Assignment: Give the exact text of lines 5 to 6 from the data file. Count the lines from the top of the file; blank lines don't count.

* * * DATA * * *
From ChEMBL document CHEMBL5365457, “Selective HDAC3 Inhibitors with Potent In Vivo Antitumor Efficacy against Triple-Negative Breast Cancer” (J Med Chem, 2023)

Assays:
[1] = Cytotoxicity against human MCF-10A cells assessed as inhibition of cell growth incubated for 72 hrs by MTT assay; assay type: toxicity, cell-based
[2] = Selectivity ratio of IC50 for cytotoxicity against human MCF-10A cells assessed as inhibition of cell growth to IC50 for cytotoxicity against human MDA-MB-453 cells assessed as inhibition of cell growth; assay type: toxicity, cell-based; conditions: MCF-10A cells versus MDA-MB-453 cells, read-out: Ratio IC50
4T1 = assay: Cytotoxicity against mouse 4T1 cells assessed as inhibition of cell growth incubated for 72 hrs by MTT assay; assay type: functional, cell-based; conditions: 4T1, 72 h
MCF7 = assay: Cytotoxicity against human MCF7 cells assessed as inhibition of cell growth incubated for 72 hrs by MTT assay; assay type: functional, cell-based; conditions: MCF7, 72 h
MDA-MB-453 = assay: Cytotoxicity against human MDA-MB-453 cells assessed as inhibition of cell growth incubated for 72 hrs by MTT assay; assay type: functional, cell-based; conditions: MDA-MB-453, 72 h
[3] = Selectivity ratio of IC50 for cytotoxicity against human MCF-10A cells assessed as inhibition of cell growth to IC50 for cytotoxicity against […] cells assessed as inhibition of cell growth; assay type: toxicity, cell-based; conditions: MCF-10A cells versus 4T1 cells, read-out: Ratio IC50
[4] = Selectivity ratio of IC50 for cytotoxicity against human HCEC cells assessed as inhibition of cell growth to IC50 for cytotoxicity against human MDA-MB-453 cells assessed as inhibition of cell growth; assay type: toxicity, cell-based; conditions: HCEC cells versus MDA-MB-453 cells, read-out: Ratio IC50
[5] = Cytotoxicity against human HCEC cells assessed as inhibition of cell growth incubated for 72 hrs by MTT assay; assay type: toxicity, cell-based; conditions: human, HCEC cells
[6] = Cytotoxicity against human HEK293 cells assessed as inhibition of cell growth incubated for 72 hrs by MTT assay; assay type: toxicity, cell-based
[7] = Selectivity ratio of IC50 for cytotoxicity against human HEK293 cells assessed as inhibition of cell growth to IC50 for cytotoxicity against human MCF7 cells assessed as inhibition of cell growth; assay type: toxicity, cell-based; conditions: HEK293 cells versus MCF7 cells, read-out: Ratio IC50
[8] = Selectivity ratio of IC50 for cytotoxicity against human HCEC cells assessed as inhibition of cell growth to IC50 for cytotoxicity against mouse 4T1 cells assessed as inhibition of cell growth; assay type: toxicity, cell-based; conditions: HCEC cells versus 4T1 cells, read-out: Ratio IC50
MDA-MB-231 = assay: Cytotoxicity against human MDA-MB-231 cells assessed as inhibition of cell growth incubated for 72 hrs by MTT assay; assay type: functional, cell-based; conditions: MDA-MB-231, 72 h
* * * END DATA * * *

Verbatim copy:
4T1 = assay: Cytotoxicity against mouse 4T1 cells assessed as inhibition of cell growth incubated for 72 hrs by MTT assay; assay type: functional, cell-based; conditions: 4T1, 72 h
MCF7 = assay: Cytotoxicity against human MCF7 cells assessed as inhibition of cell growth incubated for 72 hrs by MTT assay; assay type: functional, cell-based; conditions: MCF7, 72 h